Suppose a state were to completely do away with the concept of marriage as we recognize it. As far as that state is concerned, marriage is an individual relationship between two people that may or may not have the blessing of a religious figure. All matters formerly affected by marriage are no matters of private contracts between two individuals. The state will play no role in recognizing, authorizing, or condoning marriages of any kind.

    Is this something the Federal Government can control?

    DOmestic relations is historically a province of state law, except where controlled by constitutional rights. But constitutional rights don’t necessarily mean the Feds could establish a marraige law. There’s a reason DOMA only applied to federal recognition.

    The good faith and credit clause would probably obligate the state to recognize marriages occured in other states, at least so long as the specific act in question doesn’t violate public policy.

    But beyond that? who knows.

  • arresi

    @Pen:

    “Fischer’s only legal defense is to claim the judge’s arguments with reference to the constitution are false, i.e. she is acting arbitrarily, under cover of her power to claim unconstitutionality? I’d like to assume, in fairness, that is what he is trying to say, in his usual incoherent way. Perhaps it is possible to fear a judge might do so? Is there any protection in the American system against such an eventuality?”

    Disclaimer: I am not a lawyer.

    Appeal, up to the U.S. Supreme Court. If that doesn’t produce the desired result, than you have a couple of options. First, getting the law changed so as to exclude the unwanted interpretation – for instance, in the wake of the Citizen United decision, many people are calling for a constitutional amendment that would change the legal basis of that decision. Second, bringing another case before the Supreme Court and hoping they will change the rule – that happened with Brown v. Board of Education, which repudiated the earlier Plessy v. Ferguson. Third, judges can be either voted against or impeached, which is probably a valid call for a court that is making flagrantly unconstitutional rulings. (Also, technically, while not strictly a legal option, the ruling could go unenforced. Almost all of the famous cases of that are fairly awful, but if things were bad enough, it might be a temporary relief.) It’s wouldn’t be easy, but it’s possible.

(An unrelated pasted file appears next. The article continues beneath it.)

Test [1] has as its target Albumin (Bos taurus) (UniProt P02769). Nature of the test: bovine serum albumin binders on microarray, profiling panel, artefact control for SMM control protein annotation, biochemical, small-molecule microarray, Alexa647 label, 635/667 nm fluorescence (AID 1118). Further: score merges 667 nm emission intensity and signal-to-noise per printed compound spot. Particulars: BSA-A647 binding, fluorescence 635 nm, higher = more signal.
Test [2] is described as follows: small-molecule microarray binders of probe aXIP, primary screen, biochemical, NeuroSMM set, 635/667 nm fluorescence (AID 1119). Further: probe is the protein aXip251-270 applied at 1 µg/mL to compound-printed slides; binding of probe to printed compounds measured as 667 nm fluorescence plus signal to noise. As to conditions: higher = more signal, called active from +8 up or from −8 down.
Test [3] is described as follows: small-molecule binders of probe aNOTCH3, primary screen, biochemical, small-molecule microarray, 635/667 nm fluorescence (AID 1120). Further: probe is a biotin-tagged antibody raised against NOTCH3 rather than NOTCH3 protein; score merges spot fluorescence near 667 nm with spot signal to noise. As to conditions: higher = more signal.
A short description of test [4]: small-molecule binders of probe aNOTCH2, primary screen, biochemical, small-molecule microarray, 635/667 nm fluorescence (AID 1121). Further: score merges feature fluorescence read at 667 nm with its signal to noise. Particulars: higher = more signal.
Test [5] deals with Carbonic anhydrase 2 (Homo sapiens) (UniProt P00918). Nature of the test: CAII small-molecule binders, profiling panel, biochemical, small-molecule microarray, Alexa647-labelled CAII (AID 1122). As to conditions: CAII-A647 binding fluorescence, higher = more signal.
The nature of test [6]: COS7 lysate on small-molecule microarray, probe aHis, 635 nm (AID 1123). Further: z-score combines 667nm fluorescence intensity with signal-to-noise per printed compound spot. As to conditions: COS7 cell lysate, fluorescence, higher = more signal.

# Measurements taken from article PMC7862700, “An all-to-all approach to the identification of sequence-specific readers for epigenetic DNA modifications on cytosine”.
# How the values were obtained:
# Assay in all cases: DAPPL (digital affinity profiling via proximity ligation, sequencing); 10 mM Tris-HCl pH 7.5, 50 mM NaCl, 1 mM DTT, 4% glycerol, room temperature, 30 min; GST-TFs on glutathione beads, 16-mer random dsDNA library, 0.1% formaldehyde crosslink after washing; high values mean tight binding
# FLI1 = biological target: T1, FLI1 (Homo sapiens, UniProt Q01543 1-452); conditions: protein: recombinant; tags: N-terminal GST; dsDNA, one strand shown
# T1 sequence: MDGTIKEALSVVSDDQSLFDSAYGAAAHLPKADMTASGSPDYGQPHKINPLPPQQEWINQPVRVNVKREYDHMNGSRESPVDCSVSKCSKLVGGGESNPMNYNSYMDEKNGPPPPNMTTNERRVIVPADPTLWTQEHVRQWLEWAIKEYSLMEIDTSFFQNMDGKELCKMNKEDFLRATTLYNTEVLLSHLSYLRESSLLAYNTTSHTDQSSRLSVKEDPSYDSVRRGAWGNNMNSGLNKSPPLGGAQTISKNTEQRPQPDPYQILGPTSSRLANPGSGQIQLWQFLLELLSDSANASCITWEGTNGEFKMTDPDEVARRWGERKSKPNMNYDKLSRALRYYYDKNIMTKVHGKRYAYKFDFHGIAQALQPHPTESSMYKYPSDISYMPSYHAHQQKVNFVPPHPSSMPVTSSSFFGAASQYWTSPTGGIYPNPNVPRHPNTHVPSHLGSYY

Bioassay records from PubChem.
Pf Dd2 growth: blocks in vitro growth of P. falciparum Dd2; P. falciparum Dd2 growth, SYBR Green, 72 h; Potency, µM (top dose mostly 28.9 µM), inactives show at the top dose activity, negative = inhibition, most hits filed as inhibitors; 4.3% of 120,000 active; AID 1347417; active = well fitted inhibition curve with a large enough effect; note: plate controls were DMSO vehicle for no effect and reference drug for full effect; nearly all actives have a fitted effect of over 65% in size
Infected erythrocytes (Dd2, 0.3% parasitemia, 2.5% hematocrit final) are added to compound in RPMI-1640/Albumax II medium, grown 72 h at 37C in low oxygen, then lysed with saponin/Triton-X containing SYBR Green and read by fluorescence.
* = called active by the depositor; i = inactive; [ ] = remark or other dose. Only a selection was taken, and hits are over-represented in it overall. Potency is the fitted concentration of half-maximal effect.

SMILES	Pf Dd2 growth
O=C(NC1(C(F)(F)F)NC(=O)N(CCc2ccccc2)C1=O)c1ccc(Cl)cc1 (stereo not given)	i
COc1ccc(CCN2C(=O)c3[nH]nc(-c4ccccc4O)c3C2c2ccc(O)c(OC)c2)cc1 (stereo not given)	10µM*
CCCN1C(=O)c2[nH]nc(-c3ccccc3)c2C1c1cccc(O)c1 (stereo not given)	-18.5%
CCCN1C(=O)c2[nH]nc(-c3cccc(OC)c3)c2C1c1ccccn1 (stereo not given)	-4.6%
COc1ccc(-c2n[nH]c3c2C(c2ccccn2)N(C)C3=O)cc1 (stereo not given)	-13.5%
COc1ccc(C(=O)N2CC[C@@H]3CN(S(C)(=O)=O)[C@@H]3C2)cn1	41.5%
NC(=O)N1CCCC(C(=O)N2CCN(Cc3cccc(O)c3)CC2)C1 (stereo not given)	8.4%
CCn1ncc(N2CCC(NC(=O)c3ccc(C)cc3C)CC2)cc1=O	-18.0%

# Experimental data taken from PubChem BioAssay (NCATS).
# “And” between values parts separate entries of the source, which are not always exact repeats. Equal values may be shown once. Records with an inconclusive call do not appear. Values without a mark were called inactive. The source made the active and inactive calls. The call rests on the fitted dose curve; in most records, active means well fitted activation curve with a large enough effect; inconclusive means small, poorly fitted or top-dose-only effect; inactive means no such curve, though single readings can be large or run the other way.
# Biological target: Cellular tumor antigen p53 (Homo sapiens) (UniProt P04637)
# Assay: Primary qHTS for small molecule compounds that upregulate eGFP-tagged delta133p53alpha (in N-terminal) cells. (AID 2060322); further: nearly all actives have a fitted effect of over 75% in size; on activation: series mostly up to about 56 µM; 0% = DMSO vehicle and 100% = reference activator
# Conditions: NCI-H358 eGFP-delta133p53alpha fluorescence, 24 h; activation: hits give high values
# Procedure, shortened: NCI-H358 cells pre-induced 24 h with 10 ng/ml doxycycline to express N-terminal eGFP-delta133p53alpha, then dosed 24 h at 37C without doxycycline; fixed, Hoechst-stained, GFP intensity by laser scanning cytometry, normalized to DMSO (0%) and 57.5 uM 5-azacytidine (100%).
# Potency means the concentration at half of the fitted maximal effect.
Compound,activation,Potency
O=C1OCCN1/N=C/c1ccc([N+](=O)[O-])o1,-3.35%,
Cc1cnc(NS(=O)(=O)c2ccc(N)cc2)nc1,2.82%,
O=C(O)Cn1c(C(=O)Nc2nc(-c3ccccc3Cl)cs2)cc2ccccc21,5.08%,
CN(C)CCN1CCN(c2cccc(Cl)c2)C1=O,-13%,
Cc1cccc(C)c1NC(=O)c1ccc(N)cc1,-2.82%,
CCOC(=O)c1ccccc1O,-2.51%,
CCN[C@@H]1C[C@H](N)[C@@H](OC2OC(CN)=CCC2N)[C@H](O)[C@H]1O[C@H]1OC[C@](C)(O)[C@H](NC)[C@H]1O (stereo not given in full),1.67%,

• barry21

    Ben @17 – that would be very hard to square with Loving, Zablocki, and Turner.

  • rabbitscribe

    Ibis: